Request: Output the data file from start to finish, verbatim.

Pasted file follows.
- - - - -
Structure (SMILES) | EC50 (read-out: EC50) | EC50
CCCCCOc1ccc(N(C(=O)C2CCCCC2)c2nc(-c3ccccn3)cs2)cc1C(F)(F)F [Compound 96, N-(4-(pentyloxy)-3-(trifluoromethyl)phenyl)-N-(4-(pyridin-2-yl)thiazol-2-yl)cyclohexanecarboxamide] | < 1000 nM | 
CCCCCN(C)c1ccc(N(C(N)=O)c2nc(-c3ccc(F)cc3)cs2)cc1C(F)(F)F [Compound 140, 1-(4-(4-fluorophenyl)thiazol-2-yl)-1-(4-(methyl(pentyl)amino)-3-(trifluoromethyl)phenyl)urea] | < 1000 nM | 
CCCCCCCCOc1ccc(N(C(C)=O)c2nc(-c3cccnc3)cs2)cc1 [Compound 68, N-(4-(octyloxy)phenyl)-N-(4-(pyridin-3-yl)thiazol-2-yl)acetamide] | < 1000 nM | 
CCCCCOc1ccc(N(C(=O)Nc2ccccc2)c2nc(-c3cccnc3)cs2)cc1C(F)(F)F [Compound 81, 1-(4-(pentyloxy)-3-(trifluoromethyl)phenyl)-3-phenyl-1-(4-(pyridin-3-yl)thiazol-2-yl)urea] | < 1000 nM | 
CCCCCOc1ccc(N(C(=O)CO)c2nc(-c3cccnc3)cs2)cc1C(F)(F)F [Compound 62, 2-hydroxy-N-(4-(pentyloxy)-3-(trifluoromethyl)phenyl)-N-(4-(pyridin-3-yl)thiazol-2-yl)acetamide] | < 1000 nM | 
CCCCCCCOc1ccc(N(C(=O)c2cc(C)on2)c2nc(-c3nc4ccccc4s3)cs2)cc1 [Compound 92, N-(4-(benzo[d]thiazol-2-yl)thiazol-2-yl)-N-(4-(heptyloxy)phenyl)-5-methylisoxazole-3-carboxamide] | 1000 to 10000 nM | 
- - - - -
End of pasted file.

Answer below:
Structure (SMILES) | EC50 (read-out: EC50) | EC50
CCCCCOc1ccc(N(C(=O)C2CCCCC2)c2nc(-c3ccccn3)cs2)cc1C(F)(F)F [Compound 96, N-(4-(pentyloxy)-3-(trifluoromethyl)phenyl)-N-(4-(pyridin-2-yl)thiazol-2-yl)cyclohexanecarboxamide] | < 1000 nM | 
CCCCCN(C)c1ccc(N(C(N)=O)c2nc(-c3ccc(F)cc3)cs2)cc1C(F)(F)F [Compound 140, 1-(4-(4-fluorophenyl)thiazol-2-yl)-1-(4-(methyl(pentyl)amino)-3-(trifluoromethyl)phenyl)urea] | < 1000 nM | 
CCCCCCCCOc1ccc(N(C(C)=O)c2nc(-c3cccnc3)cs2)cc1 [Compound 68, N-(4-(octyloxy)phenyl)-N-(4-(pyridin-3-yl)thiazol-2-yl)acetamide] | < 1000 nM | 
CCCCCOc1ccc(N(C(=O)Nc2ccccc2)c2nc(-c3cccnc3)cs2)cc1C(F)(F)F [Compound 81, 1-(4-(pentyloxy)-3-(trifluoromethyl)phenyl)-3-phenyl-1-(4-(pyridin-3-yl)thiazol-2-yl)urea] | < 1000 nM | 
CCCCCOc1ccc(N(C(=O)CO)c2nc(-c3cccnc3)cs2)cc1C(F)(F)F [Compound 62, 2-hydroxy-N-(4-(pentyloxy)-3-(trifluoromethyl)phenyl)-N-(4-(pyridin-3-yl)thiazol-2-yl)acetamide] | < 1000 nM | 
CCCCCCCOc1ccc(N(C(=O)c2cc(C)on2)c2nc(-c3nc4ccccc4s3)cs2)cc1 [Compound 92, N-(4-(benzo[d]thiazol-2-yl)thiazol-2-yl)-N-(4-(heptyloxy)phenyl)-5-methylisoxazole-3-carboxamide] | 1000 to 10000 nM | 